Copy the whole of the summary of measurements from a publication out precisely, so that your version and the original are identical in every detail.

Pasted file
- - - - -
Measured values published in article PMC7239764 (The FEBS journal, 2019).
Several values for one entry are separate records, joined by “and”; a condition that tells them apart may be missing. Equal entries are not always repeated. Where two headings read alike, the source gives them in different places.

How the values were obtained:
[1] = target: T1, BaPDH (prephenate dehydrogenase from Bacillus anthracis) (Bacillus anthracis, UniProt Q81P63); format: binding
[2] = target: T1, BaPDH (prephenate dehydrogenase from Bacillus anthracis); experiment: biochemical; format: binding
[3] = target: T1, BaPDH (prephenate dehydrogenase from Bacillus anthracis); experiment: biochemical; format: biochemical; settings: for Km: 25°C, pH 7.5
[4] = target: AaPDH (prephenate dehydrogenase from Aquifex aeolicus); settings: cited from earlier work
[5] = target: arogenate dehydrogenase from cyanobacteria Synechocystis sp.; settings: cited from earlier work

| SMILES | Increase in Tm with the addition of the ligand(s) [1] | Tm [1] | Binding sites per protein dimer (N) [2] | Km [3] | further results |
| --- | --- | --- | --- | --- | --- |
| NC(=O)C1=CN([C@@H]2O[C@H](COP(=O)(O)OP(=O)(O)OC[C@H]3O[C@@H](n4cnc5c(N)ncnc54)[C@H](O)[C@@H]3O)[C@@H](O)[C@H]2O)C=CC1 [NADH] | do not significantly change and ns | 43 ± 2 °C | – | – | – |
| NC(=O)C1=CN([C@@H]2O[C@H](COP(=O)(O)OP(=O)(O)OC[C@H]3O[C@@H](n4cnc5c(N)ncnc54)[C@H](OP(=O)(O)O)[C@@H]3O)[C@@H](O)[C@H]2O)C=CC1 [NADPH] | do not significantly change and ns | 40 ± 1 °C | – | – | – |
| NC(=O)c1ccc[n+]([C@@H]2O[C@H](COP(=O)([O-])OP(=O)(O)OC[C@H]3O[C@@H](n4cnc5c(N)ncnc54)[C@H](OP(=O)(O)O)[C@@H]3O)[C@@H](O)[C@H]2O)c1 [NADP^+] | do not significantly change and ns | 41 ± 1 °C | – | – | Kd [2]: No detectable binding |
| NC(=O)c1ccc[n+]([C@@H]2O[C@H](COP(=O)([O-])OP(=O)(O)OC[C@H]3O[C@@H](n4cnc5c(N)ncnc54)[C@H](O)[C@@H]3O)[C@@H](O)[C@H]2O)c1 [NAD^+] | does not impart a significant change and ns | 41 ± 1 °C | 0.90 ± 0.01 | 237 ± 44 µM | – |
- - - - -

Measured values published in article PMC7239764 (The FEBS journal, 2019).
Several values for one entry are separate records, joined by “and”; a condition that tells them apart may be missing. Equal entries are not always repeated. Where two headings read alike, the source gives them in different places.

How the values were obtained:
[1] = target: T1, BaPDH (prephenate dehydrogenase from Bacillus anthracis) (Bacillus anthracis, UniProt Q81P63); format: binding
[2] = target: T1, BaPDH (prephenate dehydrogenase from Bacillus anthracis); experiment: biochemical; format: binding
[3] = target: T1, BaPDH (prephenate dehydrogenase from Bacillus anthracis); experiment: biochemical; format: biochemical; settings: for Km: 25°C, pH 7.5
[4] = target: AaPDH (prephenate dehydrogenase from Aquifex aeolicus); settings: cited from earlier work
[5] = target: arogenate dehydrogenase from cyanobacteria Synechocystis sp.; settings: cited from earlier work

| SMILES | Increase in Tm with the addition of the ligand(s) [1] | Tm [1] | Binding sites per protein dimer (N) [2] | Km [3] | further results |
| --- | --- | --- | --- | --- | --- |
| NC(=O)C1=CN([C@@H]2O[C@H](COP(=O)(O)OP(=O)(O)OC[C@H]3O[C@@H](n4cnc5c(N)ncnc54)[C@H](O)[C@@H]3O)[C@@H](O)[C@H]2O)C=CC1 [NADH] | do not significantly change and ns | 43 ± 2 °C | – | – | – |
| NC(=O)C1=CN([C@@H]2O[C@H](COP(=O)(O)OP(=O)(O)OC[C@H]3O[C@@H](n4cnc5c(N)ncnc54)[C@H](OP(=O)(O)O)[C@@H]3O)[C@@H](O)[C@H]2O)C=CC1 [NADPH] | do not significantly change and ns | 40 ± 1 °C | – | – | – |
| NC(=O)c1ccc[n+]([C@@H]2O[C@H](COP(=O)([O-])OP(=O)(O)OC[C@H]3O[C@@H](n4cnc5c(N)ncnc54)[C@H](OP(=O)(O)O)[C@@H]3O)[C@@H](O)[C@H]2O)c1 [NADP^+] | do not significantly change and ns | 41 ± 1 °C | – | – | Kd [2]: No detectable binding |
| NC(=O)c1ccc[n+]([C@@H]2O[C@H](COP(=O)([O-])OP(=O)(O)OC[C@H]3O[C@@H](n4cnc5c(N)ncnc54)[C@H](O)[C@@H]3O)[C@@H](O)[C@H]2O)c1 [NAD^+] | does not impart a significant change and ns | 41 ± 1 °C | 0.90 ± 0.01 | 237 ± 44 µM | – |